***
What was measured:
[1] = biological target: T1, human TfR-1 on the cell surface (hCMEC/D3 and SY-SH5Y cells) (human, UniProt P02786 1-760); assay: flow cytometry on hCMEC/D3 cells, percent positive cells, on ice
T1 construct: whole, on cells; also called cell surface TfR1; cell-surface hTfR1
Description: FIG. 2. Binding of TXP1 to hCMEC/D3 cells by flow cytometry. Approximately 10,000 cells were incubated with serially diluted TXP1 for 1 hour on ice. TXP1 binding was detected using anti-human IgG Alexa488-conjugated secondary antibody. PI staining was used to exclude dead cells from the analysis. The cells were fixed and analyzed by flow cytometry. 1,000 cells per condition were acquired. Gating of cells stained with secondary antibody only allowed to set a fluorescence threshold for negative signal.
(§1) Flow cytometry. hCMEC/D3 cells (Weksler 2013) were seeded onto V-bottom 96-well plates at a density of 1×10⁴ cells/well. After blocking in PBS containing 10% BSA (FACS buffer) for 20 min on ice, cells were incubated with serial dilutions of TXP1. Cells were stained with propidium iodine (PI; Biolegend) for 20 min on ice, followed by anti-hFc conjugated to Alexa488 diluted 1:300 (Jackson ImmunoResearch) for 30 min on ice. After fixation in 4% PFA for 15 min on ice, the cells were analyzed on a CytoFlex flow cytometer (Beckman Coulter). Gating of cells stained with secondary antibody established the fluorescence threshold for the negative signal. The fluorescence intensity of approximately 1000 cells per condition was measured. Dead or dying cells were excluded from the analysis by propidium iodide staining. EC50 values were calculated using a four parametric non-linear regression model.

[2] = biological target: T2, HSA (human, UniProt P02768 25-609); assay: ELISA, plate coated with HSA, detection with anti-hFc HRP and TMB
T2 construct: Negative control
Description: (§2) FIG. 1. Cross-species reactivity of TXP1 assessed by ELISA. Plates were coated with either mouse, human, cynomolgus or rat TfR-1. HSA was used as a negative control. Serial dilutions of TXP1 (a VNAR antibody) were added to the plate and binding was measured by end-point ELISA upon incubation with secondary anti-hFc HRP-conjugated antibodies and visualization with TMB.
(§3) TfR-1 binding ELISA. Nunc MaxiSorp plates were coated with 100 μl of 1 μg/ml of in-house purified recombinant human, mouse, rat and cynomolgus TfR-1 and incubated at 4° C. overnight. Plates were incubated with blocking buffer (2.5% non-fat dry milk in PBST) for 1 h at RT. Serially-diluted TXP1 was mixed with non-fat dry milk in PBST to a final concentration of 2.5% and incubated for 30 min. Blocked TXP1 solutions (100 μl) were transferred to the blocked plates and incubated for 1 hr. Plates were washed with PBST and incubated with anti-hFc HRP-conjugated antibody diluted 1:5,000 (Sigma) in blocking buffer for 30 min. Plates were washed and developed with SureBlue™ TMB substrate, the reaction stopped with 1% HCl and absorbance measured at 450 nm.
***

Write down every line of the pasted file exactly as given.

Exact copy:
What was measured:
[1] = biological target: T1, human TfR-1 on the cell surface (hCMEC/D3 and SY-SH5Y cells) (human, UniProt P02786 1-760); assay: flow cytometry on hCMEC/D3 cells, percent positive cells, on ice
T1 construct: whole, on cells; also called cell surface TfR1; cell-surface hTfR1
Description: FIG. 2. Binding of TXP1 to hCMEC/D3 cells by flow cytometry. Approximately 10,000 cells were incubated with serially diluted TXP1 for 1 hour on ice. TXP1 binding was detected using anti-human IgG Alexa488-conjugated secondary antibody. PI staining was used to exclude dead cells from the analysis. The cells were fixed and analyzed by flow cytometry. 1,000 cells per condition were acquired. Gating of cells stained with secondary antibody only allowed to set a fluorescence threshold for negative signal.
(§1) Flow cytometry. hCMEC/D3 cells (Weksler 2013) were seeded onto V-bottom 96-well plates at a density of 1×10⁴ cells/well. After blocking in PBS containing 10% BSA (FACS buffer) for 20 min on ice, cells were incubated with serial dilutions of TXP1. Cells were stained with propidium iodine (PI; Biolegend) for 20 min on ice, followed by anti-hFc conjugated to Alexa488 diluted 1:300 (Jackson ImmunoResearch) for 30 min on ice. After fixation in 4% PFA for 15 min on ice, the cells were analyzed on a CytoFlex flow cytometer (Beckman Coulter). Gating of cells stained with secondary antibody established the fluorescence threshold for the negative signal. The fluorescence intensity of approximately 1000 cells per condition was measured. Dead or dying cells were excluded from the analysis by propidium iodide staining. EC50 values were calculated using a four parametric non-linear regression model.

[2] = biological target: T2, HSA (human, UniProt P02768 25-609); assay: ELISA, plate coated with HSA, detection with anti-hFc HRP and TMB
T2 construct: Negative control
Description: (§2) FIG. 1. Cross-species reactivity of TXP1 assessed by ELISA. Plates were coated with either mouse, human, cynomolgus or rat TfR-1. HSA was used as a negative control. Serial dilutions of TXP1 (a VNAR antibody) were added to the plate and binding was measured by end-point ELISA upon incubation with secondary anti-hFc HRP-conjugated antibodies and visualization with TMB.
(§3) TfR-1 binding ELISA. Nunc MaxiSorp plates were coated with 100 μl of 1 μg/ml of in-house purified recombinant human, mouse, rat and cynomolgus TfR-1 and incubated at 4° C. overnight. Plates were incubated with blocking buffer (2.5% non-fat dry milk in PBST) for 1 h at RT. Serially-diluted TXP1 was mixed with non-fat dry milk in PBST to a final concentration of 2.5% and incubated for 30 min. Blocked TXP1 solutions (100 μl) were transferred to the blocked plates and incubated for 1 hr. Plates were washed with PBST and incubated with anti-hFc HRP-conjugated antibody diluted 1:5,000 (Sigma) in blocking buffer for 30 min. Plates were washed and developed with SureBlue™ TMB substrate, the reaction stopped with 1% HCl and absorbance measured at 450 nm.